Helmut Schreyer, a college friend of Zuse and electronics engineer said he would pursue these developments for his PhD project.
Though vacuum tubes promised extremely fast calculations, Konrad Zuse was not convinced of their reliability. Instead he doubted the long-term viability of these devices and thought about possible uses for his machine.
There were many aspects of the new world that fascinated Konrad Zuse. The questions surrounding technology and its impact on society intrigued him, but he also found things like jazz music to be fascinating in a time when all other composers seemed to have fallen into an artistic coma.
Zuse wondered what could be causing this stagnation in arts and is appalled at how disengaged from reality artists had become. He soon realized that following one’s own interests was the key to success.
Originally, Konrad Zuse planned to create a mechanical desktop calculator that could be replaced with a new computing machine. However, he found himself drawn more towards electronic innovations.
In 1938, Schreyer and Zuse explained some of the electronic circuits to a small group at the Technische Hochschule. When asked how many vacuum tubes would be needed for a computing machine, they replied that two thousand tubes and several thousand other components would be enough.
Academic scholars were skeptical of vacuum-tube circuitry at the time, which was limited to less than hundred tubes in the most advanced designs. However, only six years later a machine operator Philadelphia would show that this type of circuitry was feasible and not nearly as expensive as they had believed so far.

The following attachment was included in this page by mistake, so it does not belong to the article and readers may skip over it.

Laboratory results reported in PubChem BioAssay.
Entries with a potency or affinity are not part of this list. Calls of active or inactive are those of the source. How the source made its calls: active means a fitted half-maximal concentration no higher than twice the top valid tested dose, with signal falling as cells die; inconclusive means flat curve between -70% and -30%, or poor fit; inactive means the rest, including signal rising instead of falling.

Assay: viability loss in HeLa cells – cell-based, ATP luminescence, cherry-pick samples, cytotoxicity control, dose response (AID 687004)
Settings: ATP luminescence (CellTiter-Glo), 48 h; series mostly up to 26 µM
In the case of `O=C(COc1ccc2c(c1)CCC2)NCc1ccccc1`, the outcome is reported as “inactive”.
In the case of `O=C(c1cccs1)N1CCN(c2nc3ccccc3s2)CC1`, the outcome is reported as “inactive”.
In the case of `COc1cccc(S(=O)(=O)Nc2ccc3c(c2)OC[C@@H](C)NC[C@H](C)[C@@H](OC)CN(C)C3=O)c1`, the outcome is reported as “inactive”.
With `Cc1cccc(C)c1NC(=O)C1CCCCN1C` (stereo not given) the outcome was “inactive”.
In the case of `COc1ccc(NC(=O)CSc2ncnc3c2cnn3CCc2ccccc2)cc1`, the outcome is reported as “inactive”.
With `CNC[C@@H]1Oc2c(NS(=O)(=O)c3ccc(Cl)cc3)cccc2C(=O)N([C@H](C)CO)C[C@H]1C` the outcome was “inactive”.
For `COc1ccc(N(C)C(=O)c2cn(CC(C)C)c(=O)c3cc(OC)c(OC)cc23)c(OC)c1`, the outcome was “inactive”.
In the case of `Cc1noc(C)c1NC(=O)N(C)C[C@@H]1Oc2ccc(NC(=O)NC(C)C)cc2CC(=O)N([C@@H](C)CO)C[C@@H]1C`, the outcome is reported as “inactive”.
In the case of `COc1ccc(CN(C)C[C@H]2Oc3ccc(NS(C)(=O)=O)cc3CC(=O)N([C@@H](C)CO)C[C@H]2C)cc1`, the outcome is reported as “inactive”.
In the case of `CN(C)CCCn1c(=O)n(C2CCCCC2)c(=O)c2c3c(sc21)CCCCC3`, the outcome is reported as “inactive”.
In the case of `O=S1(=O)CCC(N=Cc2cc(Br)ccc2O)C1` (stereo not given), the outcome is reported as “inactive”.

World War II interfered with Konrad Zuse’s engineering duties. During his service, he learned that Kurt Pannke had convinced superiors to transfer Zuse to Berlin where the next computing machine could be built.
To speed up Zuse’s discharge, Konrad went to the military with an offer of building them a machine that could be operational in two years. His offer was met with sarcasm as officials reminded him that the war would have ended by then.
Finally, his former superiors at Henschel were able to obtain Zuse’s transfer to the airplane factory in Berlin-Adlershof where he was hired to make calculations necessary for correcting wings in flying bombs.
The World’s First Programmable Computer
In 1940, Konrad Zuse started working for a special section of Henschel’s factory. For the next five years he developed S1 and S2 machines. The latter, which could automatically measure some parameters of missile wings, transform analog measurements into digital numbers, and compute corrections based on these values.